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How To Head Off Another Elk River Crisis

Tuesday, January 13, 2015

The Elk River chemical disaster, which unfolded a year and four days ago, is one of those crises too terrible to waste.   Here are five surprising lessons we need to learn from the spill, which contaminated the drinking water of 300,000 West Virginians:
 

  1. Yes, blame the company that let the chemicals spill – but don’t stop there.  Six Freedom Industries officials and the company itself have been indicted --and rightly so.  An FBI affidavit filed in the case shows that some company officials knew for some time that the tank that held the chemicals was old, hadn’t been thoroughly inspected and could fail, and they also knew the containment dike around the tank was faulty. The company fdid not provide the state environmental protection agency with a detailed groundwater protection plan, as required by state law.  But state officials should have known that and demanded the plan.  Too few state and federal inspections, lax oversight and weak state and federal laws contributed to the crisis.
     
  2. We need strong laws and the political will to enforce them.  Some people claim that overregulation chokes industry growth. In this case, the laws – meaning, the federal Toxics Substances Control Act, the Safe Drinking Water Act and other statutes that govern chemical facilities – were weak and full of loopholes. They didn’t provide regulators with sufficient authority to obtain critical health and safety data information or require state inspections. Also, according to Ken Ward of the Charleston Gazette, the U.S. Chemical Safety Board made multiple recommendations to West Virginia state officials to work with the local health department and come up with a plan to prevent chemical accidents and require more inspections.  The state didn’t do it, and the law didn’t require it.  

    Last year, Sens. Joe Manchin (D-W.Va.), Jay Rockefeller (D-W. Va) and Barbara Boxer (D-Calif.) persuaded their colleagues on the Senate Environment and Public Works Committee to pass a bill to require more state inspections for chemical storage facilities. But this measure stalled before the full Senate could act on it, and it hasn’t moved through the House at all. The West Virginia legislature passed a law to tighten up source water protection standards and to strengthen above-ground storage tank rules for chemical facilities.  But, as Ward reports in The Gazette, the state’s waterways are still plagued by frequent chemical spills.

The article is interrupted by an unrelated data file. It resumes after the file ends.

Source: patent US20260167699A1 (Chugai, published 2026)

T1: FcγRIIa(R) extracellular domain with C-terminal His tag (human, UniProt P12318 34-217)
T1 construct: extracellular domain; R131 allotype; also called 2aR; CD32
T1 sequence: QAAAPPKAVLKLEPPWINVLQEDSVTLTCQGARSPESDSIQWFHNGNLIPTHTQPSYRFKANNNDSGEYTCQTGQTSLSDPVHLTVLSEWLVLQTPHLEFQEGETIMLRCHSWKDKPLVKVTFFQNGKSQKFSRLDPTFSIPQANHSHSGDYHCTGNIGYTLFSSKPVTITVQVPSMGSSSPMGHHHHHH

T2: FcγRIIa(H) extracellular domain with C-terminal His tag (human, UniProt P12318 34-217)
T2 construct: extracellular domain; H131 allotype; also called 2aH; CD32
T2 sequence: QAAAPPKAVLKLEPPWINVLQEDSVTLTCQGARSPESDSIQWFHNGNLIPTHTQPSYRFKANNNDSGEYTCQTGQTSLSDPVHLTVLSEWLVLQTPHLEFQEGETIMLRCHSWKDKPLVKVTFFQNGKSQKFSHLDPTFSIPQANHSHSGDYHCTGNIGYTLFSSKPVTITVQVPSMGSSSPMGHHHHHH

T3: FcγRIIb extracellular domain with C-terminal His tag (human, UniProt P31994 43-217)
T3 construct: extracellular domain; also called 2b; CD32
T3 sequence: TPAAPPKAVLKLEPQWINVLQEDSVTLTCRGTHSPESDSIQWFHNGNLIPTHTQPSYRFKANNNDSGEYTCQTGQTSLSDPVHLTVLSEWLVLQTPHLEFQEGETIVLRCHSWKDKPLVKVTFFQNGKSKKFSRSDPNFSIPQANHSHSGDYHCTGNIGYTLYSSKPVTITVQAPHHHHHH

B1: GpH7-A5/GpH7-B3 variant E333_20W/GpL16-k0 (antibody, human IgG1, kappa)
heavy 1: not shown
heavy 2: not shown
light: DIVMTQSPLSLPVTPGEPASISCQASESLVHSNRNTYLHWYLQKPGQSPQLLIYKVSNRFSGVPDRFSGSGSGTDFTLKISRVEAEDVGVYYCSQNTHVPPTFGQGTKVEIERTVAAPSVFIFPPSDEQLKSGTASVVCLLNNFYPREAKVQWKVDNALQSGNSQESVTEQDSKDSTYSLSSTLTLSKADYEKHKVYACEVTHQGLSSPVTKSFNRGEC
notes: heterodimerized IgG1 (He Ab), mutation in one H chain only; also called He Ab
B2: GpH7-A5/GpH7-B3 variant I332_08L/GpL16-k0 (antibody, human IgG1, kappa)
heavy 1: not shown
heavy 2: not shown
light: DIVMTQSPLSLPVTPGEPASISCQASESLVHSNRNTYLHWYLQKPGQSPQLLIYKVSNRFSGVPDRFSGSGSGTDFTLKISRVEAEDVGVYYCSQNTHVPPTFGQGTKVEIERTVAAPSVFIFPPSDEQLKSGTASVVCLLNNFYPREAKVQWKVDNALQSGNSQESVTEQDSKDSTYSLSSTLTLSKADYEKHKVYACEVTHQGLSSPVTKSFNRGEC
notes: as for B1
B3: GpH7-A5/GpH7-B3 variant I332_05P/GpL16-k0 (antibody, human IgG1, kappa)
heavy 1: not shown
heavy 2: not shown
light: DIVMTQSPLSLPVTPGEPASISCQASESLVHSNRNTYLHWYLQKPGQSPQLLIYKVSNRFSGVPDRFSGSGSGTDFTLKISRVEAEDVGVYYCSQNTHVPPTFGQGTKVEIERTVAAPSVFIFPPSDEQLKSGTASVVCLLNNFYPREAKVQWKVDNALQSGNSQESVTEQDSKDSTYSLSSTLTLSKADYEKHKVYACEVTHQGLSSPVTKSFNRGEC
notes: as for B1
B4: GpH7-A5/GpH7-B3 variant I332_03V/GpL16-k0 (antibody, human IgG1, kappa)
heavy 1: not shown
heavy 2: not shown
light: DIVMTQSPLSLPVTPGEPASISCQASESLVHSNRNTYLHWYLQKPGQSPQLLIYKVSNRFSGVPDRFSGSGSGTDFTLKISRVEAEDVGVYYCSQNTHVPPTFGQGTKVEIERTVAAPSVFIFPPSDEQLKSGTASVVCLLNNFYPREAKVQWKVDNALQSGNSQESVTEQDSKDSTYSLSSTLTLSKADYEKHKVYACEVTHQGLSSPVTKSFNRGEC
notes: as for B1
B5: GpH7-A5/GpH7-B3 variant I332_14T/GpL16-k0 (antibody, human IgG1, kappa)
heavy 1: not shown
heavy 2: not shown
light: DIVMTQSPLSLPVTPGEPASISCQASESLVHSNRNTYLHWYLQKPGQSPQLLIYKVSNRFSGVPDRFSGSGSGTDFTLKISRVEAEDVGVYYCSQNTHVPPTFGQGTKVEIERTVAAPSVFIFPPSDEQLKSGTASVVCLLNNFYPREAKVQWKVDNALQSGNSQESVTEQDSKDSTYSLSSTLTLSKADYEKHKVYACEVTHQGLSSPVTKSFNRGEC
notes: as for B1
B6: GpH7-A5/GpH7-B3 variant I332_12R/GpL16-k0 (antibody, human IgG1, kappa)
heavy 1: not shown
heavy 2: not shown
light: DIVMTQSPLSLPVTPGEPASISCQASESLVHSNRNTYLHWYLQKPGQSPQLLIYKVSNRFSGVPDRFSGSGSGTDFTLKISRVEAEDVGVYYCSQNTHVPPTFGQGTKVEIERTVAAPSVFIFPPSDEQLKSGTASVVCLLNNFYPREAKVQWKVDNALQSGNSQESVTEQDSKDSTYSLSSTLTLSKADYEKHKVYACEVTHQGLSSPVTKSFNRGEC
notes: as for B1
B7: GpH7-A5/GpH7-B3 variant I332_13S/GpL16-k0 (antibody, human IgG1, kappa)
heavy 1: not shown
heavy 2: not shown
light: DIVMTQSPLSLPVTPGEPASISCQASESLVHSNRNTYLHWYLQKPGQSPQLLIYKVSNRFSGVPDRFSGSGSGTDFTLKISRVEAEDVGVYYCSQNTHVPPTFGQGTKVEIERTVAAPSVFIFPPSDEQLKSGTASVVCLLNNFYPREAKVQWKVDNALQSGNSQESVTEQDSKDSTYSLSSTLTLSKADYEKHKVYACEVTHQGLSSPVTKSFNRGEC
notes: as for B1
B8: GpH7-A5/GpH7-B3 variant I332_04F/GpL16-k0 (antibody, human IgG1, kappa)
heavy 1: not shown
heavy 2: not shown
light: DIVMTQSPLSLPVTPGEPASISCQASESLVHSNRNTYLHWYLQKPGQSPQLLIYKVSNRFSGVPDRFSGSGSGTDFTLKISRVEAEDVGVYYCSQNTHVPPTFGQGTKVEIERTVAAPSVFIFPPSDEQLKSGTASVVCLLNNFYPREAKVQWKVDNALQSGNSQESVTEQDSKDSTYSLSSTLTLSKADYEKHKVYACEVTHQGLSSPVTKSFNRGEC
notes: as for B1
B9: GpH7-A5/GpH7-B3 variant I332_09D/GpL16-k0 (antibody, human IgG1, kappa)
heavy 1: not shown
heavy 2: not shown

The nation needs stronger laws, not weaker ones and elected officials dedicated to enforcing them. At the very least, Congress should pass a comprehensive reform of the law governing toxic chemicals in commerce so that regulators have public health data about the safety of chemicals.  Health studies had not been required for the chemical that comprised most of the spill – 4-methylcyclohexane methanol, or MCHM.
     

  3. Public officials must take a “better safe than sorry approach” to informing the public. As chronicled in Environmental Health Perspectives, Rahul Gupta, the executive director of the Kanawha-Charleston Health Department, admitted that the spill was “a case study in what not to do in terms of risk communication.” Public health officials lifted their “do not use” order for municipal water too soon. They declared the water safe to drink, then reversed that advice and said it was unfit for pregnant women and children. These missteps fueled mistrust of the government.
     
  4. The Elk River spill is really about dependence on coal, a dirty fuel.   The chemical MCHM is used to wash dirt and other impurities off coal.  Coal mining and associated development have driven the economy of West Virginia for generations.  But mining coal has also brought about devastating environmental damage, including strip mining and mountaintop mining, polluted streams and rivers and many other chemical spills, leaks and explosions. The Elk River catastrophe stands as a stark reminder that it’s past time to move to renewable energy sources such as solar power and wind power, which don’t taint water or pollute the air.
     
  5. In times of crisis and in day-to-day advocacy, grassroots activists and organizers are the real heroes.  Time and time again, grassroots activists organize to help their fellow citizens. As Ohio Valley Environmental Coalition (OVEC) executive director Janet Keating points out in her op-ed in the Charleston Gazette on the anniversary of the Elk River disaster, grassroots groups worked with the National Guard to bring clean water to thousands of citizens during the disaster.  They continue to act as watchdogs to keep the state legislature and coal and chemical companies on course.  

The biggest lesson of the Elk River disaster is one we have heard over and over – that when we protect the environment, we protect our health.   We’ve heard it – but are we really listening?  As the most anti-environmental Congressional session in decades convenes, we should make sure we heed the lessons of Elk River. We should follow the lead of Janet Keating and her colleagues and stand up, speak out and hold our elected officials accountable for meaningful change.

After all, this democracy isn’t a spectator sport. 

CC Photo Courtesy of Flickr User West Virginia Conference of the United Methodist Church

 

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